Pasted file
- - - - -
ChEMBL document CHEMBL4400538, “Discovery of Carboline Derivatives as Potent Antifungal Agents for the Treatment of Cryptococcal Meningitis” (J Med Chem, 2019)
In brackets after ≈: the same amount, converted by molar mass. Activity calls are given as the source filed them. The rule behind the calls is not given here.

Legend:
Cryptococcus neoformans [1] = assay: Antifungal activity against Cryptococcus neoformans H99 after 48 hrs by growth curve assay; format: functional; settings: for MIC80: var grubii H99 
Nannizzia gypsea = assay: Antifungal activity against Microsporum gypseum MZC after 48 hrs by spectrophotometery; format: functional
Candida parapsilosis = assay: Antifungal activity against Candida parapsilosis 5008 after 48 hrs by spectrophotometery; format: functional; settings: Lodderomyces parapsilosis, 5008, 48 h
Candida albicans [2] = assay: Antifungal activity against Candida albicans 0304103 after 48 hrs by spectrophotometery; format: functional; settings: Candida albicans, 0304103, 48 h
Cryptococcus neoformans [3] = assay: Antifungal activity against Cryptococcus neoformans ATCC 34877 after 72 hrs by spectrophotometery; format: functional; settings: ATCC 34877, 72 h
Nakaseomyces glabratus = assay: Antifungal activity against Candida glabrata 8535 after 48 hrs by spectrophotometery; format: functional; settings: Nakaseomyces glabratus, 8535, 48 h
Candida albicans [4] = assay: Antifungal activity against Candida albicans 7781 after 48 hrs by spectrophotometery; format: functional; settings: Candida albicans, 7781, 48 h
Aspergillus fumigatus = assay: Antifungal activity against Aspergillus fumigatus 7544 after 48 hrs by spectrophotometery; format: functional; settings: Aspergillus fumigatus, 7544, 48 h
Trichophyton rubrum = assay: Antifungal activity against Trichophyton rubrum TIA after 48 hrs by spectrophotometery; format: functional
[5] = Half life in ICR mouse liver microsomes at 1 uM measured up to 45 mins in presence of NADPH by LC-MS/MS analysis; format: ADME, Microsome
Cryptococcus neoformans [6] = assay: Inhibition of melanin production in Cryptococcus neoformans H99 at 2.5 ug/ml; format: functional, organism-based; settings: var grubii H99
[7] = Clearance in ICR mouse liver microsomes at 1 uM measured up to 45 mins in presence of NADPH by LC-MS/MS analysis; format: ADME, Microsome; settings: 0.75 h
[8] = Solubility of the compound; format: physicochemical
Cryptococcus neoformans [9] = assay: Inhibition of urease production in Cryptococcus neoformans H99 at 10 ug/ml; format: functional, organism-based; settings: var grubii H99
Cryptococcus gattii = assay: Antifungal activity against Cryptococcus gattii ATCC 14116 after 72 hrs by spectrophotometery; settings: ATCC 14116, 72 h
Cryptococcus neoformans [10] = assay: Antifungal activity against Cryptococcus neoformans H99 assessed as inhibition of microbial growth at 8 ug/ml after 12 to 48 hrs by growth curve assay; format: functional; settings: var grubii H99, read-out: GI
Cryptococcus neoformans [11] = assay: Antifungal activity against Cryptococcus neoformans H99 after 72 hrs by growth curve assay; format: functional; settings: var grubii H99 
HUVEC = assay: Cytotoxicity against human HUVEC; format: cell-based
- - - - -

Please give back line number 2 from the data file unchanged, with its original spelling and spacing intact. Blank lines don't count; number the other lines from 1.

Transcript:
In brackets after ≈: the same amount, converted by molar mass. Activity calls are given as the source filed them. The rule behind the calls is not given here.